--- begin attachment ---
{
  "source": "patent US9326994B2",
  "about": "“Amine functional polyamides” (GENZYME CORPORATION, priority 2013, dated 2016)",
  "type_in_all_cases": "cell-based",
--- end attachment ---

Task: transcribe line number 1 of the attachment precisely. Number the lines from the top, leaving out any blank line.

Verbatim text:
{